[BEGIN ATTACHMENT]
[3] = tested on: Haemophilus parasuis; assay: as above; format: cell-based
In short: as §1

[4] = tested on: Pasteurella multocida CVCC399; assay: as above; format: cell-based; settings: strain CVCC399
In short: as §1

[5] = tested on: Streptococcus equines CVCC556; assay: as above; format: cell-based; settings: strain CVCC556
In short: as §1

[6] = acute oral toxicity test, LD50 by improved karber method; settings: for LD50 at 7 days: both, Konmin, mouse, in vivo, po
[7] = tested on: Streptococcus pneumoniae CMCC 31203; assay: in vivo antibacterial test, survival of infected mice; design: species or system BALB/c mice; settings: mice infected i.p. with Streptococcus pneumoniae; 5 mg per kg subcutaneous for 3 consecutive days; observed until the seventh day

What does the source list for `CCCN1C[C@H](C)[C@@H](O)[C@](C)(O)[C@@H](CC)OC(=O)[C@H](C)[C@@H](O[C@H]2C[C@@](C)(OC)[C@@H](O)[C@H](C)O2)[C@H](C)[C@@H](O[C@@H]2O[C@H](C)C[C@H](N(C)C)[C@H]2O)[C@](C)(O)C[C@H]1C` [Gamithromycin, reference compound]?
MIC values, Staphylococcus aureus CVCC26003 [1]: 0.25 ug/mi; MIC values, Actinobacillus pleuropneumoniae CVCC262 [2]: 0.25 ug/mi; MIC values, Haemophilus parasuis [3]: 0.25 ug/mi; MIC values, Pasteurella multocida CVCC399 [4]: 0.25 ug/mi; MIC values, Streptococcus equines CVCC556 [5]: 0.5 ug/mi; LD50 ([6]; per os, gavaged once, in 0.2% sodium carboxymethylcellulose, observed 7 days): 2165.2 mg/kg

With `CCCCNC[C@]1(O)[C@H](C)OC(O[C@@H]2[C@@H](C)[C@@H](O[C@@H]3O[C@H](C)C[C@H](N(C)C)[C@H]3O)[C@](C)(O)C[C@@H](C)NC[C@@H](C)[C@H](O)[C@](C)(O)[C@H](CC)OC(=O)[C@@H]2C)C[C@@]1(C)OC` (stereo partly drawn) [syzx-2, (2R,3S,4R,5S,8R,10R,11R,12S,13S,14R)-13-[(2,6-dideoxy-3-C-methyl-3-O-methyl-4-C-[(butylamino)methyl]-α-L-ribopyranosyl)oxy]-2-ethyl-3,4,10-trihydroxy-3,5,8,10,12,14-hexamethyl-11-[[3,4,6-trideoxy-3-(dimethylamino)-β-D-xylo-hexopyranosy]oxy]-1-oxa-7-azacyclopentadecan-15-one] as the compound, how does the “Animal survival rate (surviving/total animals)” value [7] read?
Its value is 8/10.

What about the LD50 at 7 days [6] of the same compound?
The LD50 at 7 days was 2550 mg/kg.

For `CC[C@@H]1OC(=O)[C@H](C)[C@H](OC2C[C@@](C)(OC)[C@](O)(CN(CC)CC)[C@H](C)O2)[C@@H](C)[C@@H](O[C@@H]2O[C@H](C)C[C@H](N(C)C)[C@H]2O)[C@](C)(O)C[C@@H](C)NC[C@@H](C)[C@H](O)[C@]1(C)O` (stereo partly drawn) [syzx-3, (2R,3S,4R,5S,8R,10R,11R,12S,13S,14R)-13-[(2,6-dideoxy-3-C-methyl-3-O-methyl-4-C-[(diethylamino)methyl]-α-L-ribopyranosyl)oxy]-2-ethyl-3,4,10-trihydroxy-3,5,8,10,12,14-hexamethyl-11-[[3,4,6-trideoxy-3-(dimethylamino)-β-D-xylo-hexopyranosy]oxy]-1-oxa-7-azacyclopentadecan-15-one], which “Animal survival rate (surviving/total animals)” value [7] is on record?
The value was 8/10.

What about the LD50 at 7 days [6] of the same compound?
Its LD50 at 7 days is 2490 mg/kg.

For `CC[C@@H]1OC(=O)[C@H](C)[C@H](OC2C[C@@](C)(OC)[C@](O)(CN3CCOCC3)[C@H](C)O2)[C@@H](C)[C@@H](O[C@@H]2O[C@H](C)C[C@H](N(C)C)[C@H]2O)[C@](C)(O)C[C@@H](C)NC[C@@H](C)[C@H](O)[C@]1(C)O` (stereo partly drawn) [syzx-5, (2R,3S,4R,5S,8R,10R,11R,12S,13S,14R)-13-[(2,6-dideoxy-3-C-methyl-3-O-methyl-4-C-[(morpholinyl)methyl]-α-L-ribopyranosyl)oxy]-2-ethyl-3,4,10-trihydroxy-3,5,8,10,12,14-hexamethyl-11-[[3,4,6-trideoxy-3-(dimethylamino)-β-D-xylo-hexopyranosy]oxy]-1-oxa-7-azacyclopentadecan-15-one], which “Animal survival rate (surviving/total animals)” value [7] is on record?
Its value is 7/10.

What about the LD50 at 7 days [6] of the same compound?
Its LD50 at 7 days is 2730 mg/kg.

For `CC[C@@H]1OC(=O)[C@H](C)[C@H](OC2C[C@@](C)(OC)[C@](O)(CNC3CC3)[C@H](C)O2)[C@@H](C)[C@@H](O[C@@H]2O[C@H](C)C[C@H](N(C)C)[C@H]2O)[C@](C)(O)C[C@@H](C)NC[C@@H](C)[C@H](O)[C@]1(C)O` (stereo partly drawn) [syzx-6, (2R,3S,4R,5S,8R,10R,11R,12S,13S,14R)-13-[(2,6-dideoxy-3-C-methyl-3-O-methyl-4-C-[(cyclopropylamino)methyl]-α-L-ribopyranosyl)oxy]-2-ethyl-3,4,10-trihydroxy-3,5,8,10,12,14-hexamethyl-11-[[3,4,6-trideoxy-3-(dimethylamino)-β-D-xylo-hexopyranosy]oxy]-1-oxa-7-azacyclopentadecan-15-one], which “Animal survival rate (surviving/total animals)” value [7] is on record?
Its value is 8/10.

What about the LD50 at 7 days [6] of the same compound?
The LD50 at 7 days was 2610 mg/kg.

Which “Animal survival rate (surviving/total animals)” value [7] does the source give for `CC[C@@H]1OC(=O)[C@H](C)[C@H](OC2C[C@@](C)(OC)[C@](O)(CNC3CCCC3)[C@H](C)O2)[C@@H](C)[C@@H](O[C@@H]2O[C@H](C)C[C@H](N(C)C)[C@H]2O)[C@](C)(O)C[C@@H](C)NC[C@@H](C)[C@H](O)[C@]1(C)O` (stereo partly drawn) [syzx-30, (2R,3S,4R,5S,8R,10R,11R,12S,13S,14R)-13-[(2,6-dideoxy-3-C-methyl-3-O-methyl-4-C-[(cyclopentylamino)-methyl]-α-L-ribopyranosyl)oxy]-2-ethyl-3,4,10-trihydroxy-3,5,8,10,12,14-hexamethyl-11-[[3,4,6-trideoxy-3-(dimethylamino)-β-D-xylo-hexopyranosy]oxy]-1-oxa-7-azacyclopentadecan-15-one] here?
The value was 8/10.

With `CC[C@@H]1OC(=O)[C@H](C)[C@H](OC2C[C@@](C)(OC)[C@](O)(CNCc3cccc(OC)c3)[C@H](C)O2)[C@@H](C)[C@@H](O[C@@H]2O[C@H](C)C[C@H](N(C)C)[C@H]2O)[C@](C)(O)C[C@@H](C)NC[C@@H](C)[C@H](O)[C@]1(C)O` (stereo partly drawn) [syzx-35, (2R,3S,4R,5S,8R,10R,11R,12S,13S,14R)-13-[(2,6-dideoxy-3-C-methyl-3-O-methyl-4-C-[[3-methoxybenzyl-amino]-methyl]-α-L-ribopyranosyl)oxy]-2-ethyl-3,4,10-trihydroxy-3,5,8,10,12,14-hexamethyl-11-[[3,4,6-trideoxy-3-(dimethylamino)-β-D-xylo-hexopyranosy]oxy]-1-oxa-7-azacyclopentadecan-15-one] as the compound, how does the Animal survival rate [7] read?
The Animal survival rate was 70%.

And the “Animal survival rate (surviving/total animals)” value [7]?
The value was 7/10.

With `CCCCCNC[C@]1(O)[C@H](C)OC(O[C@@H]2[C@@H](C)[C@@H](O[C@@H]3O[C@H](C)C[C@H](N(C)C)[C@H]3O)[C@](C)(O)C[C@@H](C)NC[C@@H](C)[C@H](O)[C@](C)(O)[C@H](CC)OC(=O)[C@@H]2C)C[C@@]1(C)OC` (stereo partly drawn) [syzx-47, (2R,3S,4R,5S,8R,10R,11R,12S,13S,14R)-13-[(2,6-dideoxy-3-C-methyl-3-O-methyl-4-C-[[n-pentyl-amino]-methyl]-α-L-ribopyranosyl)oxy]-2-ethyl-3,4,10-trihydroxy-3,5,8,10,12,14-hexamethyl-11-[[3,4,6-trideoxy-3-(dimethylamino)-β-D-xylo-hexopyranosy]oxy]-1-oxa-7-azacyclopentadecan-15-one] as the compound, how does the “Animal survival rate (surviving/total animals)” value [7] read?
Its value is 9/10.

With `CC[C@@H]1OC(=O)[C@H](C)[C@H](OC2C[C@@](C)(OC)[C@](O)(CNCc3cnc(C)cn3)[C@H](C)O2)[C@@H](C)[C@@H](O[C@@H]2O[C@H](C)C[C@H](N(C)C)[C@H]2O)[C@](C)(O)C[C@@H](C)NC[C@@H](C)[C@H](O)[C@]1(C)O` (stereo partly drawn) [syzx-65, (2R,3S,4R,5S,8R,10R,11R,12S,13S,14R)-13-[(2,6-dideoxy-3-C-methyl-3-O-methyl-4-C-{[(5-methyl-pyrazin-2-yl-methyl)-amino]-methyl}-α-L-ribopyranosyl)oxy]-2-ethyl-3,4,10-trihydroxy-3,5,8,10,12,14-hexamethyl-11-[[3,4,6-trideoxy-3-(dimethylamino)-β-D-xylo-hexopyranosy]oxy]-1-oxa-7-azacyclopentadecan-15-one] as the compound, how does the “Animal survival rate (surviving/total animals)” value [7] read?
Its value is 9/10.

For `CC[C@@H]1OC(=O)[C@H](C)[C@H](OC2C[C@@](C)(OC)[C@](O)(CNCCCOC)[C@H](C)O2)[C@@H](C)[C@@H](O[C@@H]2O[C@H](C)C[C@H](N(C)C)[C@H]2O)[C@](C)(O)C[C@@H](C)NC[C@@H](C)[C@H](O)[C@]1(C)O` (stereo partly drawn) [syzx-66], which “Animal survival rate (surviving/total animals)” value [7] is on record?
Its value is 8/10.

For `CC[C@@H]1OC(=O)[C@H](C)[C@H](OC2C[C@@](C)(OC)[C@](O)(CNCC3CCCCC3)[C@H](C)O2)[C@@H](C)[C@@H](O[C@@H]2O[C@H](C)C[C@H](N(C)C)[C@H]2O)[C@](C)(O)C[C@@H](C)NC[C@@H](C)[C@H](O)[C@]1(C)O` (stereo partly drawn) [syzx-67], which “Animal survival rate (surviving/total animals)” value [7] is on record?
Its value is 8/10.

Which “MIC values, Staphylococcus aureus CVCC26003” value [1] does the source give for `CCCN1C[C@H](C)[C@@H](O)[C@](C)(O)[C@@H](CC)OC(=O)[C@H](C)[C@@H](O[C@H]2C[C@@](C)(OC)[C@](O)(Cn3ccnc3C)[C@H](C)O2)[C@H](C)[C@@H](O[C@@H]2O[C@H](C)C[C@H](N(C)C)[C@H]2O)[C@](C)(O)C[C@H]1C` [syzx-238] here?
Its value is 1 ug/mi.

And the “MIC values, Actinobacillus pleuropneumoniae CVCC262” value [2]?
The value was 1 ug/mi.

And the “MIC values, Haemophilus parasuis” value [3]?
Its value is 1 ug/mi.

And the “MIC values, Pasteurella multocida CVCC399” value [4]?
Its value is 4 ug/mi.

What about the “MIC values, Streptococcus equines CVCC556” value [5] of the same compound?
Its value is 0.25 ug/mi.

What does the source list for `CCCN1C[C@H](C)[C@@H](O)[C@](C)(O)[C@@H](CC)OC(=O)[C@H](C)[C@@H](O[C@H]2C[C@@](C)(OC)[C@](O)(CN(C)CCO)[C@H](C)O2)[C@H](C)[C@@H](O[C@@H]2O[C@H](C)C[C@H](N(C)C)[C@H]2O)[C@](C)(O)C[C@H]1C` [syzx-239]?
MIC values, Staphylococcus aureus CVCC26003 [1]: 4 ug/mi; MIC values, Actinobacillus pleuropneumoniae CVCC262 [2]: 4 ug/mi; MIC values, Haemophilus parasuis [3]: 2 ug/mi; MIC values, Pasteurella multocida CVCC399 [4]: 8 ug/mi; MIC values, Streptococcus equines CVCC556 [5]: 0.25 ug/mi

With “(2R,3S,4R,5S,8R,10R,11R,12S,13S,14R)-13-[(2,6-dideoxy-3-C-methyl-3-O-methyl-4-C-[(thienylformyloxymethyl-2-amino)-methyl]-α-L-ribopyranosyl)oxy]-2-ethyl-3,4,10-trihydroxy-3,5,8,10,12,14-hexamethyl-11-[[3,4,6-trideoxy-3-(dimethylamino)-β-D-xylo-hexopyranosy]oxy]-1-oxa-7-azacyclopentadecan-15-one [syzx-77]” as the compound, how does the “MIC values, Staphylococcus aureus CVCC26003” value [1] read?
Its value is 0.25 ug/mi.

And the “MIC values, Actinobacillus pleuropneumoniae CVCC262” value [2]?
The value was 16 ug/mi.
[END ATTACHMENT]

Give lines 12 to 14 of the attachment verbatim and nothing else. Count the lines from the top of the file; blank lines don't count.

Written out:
Its value is 8/10.

What about the LD50 at 7 days [6] of the same compound?
The LD50 at 7 days was 2550 mg/kg.